Bike-Seeing the Vancouver Waterfront

English Bay Classic

When it comes to spectacular waterfronts, Vancouver ranks with the world’s great cities. Throughout downtown, busy streets dead-end at beaches and waterside parks, offering postcard-worthy views of the ocean and snowcapped mountains.

Vancouver’s waterfront also happens to be uniquely accessible. A 14-mile seawall – a broad ocean-side promenade dating back to 1917 – extends uninterrupted for nearly its entire length. And one of the best ways to experience the seawall is on two wheels.

Dozens of shops throughout the city rent bicycles by the hour. Meanwhile, a unique bike-sharing program to be unveiled in 2014 means there will always be a set of wheels nearby. It’s possible to bike the entire seawall in one go or to explore different sections one-at-a-time. Here’s a quick preview of what to expect:

  • Coal Harbour Seawall (1.4 miles): Start your ride on the newest stretch of seawall, which runs adjacent the glitzy high-rises of downtown’s Coal Harbour. Cycle past the new Vancouver Convention Centre, while enjoying vistas of boats in the marina and the North Shore mountains.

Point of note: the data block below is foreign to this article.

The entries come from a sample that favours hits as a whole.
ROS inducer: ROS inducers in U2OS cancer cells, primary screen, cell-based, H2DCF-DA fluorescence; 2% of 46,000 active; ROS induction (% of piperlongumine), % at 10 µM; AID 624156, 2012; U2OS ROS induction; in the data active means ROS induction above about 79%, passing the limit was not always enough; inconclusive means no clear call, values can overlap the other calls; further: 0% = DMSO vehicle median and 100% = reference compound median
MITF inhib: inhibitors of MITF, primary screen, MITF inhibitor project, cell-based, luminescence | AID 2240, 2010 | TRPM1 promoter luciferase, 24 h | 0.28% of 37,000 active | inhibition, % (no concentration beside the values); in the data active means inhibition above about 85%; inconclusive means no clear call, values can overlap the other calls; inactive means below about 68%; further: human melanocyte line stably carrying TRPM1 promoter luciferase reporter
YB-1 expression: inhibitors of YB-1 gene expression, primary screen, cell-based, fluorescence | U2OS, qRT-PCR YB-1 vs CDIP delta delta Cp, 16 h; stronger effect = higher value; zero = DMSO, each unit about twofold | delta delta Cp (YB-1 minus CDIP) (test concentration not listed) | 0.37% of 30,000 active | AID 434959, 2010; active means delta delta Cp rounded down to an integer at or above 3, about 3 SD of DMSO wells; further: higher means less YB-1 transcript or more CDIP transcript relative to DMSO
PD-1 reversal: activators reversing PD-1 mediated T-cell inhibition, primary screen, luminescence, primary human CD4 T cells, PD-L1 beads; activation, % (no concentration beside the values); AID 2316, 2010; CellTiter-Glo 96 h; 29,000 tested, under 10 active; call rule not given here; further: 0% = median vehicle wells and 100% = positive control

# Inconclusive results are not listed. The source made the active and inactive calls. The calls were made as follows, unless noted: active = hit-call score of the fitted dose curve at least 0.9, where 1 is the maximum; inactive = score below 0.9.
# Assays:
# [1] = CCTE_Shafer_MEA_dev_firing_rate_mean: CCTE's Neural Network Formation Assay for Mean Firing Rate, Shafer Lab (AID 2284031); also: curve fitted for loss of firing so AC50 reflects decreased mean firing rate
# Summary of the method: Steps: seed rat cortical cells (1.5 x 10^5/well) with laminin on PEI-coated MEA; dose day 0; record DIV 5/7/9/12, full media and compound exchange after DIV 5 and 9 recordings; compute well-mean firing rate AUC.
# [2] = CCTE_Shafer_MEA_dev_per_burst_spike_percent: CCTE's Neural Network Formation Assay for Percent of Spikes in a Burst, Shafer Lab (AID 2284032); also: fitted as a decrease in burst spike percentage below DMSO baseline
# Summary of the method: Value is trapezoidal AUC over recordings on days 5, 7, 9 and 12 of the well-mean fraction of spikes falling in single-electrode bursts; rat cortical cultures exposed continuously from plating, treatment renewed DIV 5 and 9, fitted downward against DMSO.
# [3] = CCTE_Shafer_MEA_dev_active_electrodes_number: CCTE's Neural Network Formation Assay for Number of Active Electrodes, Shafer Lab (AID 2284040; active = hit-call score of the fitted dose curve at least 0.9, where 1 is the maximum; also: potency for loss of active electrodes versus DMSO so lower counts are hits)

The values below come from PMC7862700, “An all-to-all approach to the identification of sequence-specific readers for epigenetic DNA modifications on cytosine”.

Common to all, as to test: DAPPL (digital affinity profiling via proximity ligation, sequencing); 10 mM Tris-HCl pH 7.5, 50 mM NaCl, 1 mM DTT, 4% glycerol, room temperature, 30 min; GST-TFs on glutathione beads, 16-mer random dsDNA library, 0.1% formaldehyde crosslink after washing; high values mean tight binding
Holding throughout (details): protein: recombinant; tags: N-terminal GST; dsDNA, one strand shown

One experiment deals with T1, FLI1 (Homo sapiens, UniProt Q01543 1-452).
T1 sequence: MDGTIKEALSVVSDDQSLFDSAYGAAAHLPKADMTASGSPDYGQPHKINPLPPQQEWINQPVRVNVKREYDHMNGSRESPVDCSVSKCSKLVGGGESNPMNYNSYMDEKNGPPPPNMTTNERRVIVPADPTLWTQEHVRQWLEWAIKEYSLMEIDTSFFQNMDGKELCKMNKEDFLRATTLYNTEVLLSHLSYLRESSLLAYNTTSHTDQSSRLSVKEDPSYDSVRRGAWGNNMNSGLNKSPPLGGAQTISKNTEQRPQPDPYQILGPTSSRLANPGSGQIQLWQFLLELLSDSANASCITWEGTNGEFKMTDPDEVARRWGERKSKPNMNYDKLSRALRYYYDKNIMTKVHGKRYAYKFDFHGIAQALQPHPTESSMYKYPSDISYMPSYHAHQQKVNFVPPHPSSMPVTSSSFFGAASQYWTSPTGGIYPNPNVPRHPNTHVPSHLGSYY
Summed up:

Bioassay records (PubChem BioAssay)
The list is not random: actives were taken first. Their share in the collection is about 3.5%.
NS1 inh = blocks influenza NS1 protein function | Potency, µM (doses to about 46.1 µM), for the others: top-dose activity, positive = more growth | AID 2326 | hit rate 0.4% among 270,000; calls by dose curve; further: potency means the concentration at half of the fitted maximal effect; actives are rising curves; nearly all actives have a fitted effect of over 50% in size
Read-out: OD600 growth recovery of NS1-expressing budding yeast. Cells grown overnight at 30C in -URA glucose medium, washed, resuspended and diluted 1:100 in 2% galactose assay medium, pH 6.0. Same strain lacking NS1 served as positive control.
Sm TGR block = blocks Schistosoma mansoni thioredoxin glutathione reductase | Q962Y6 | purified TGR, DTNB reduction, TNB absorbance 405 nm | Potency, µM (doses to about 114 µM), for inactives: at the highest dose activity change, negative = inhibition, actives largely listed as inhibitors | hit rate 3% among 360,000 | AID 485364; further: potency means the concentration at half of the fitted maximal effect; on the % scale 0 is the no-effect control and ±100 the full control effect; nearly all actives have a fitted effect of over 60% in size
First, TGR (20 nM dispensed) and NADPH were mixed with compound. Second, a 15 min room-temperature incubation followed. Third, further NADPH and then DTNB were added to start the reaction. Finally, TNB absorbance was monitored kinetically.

• Stanley Park Seawall (5.5 miles): Keep pedaling to reach the most famous section of seawall, which encircles 1,000-acre Stanley Park. Zip along stretches of old-growth forest, past white-sand beaches and even underneath the famous Lions Gate Bridge. Along the way, you can park your bike and explore trails, playing fields and panoramic views of the Burrard Inlet and English Bay.
  • False Creek Seawall (6.8 miles): If you’ve still got energy to burn, continue onto the seawall’s longest segment, which traces downtown’s False Creek inlet. Cycle along beaches and into trendy Yaletown, lined with grassy parks and waterfront cafes. On the opposite shore, pedal past the new Olympic Village and waterfront arts hub Granville Island, before cruising to a stop at Vancouver’s trendiest strand, Kitsilano Beach.

For a detailed map of the Vancouver seawall, visit the official website.

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